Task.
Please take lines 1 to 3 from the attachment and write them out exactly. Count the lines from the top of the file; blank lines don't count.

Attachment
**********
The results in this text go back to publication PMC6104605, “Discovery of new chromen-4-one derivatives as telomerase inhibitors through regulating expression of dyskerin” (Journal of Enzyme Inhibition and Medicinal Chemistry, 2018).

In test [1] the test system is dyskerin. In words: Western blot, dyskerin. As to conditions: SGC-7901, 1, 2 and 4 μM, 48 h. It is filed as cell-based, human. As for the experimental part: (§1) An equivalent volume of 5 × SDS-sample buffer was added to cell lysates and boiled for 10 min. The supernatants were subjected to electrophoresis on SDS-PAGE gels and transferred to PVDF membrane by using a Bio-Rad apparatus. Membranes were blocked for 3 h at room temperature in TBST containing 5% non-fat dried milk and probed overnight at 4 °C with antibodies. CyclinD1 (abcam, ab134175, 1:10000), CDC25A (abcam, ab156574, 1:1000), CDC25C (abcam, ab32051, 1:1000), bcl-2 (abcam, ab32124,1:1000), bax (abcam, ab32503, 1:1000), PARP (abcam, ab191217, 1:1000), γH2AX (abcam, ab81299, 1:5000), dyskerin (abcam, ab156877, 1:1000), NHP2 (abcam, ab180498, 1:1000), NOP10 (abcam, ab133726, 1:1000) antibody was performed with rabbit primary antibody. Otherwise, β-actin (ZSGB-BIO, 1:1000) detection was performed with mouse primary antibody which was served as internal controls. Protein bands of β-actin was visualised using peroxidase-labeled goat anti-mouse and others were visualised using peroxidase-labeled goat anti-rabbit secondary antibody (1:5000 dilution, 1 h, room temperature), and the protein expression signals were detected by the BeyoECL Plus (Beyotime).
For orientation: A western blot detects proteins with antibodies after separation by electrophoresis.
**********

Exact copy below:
The results in this text go back to publication PMC6104605, “Discovery of new chromen-4-one derivatives as telomerase inhibitors through regulating expression of dyskerin” (Journal of Enzyme Inhibition and Medicinal Chemistry, 2018).

In test [1] the test system is dyskerin. In words: Western blot, dyskerin. As to conditions: SGC-7901, 1, 2 and 4 μM, 48 h. It is filed as cell-based, human. As for the experimental part: (§1) An equivalent volume of 5 × SDS-sample buffer was added to cell lysates and boiled for 10 min. The supernatants were subjected to electrophoresis on SDS-PAGE gels and transferred to PVDF membrane by using a Bio-Rad apparatus. Membranes were blocked for 3 h at room temperature in TBST containing 5% non-fat dried milk and probed overnight at 4 °C with antibodies. CyclinD1 (abcam, ab134175, 1:10000), CDC25A (abcam, ab156574, 1:1000), CDC25C (abcam, ab32051, 1:1000), bcl-2 (abcam, ab32124,1:1000), bax (abcam, ab32503, 1:1000), PARP (abcam, ab191217, 1:1000), γH2AX (abcam, ab81299, 1:5000), dyskerin (abcam, ab156877, 1:1000), NHP2 (abcam, ab180498, 1:1000), NOP10 (abcam, ab133726, 1:1000) antibody was performed with rabbit primary antibody. Otherwise, β-actin (ZSGB-BIO, 1:1000) detection was performed with mouse primary antibody which was served as internal controls. Protein bands of β-actin was visualised using peroxidase-labeled goat anti-mouse and others were visualised using peroxidase-labeled goat anti-rabbit secondary antibody (1:5000 dilution, 1 h, room temperature), and the protein expression signals were detected by the BeyoECL Plus (Beyotime).
For orientation: A western blot detects proteins with antibodies after separation by electrophoresis.